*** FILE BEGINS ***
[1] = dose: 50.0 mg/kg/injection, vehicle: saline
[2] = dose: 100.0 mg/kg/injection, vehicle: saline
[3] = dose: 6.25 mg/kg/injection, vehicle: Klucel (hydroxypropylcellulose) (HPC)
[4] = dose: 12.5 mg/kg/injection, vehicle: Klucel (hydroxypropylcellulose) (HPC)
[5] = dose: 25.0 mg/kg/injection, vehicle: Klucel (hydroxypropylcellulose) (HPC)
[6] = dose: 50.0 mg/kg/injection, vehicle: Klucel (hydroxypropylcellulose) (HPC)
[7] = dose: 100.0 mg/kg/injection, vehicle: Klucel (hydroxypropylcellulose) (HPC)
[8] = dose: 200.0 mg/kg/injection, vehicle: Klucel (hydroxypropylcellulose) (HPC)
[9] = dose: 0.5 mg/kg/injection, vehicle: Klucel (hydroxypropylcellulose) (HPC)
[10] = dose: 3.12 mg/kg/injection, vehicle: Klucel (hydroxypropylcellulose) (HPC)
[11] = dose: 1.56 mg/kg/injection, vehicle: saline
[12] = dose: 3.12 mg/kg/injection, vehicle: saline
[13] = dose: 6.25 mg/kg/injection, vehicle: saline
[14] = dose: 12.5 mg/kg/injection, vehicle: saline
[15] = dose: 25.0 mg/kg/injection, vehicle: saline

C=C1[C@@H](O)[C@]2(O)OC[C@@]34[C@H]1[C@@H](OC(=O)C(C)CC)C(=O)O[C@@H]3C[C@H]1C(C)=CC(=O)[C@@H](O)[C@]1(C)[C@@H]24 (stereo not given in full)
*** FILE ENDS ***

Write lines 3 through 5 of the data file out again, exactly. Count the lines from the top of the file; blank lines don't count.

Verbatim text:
[3] = dose: 6.25 mg/kg/injection, vehicle: Klucel (hydroxypropylcellulose) (HPC)
[4] = dose: 12.5 mg/kg/injection, vehicle: Klucel (hydroxypropylcellulose) (HPC)
[5] = dose: 25.0 mg/kg/injection, vehicle: Klucel (hydroxypropylcellulose) (HPC)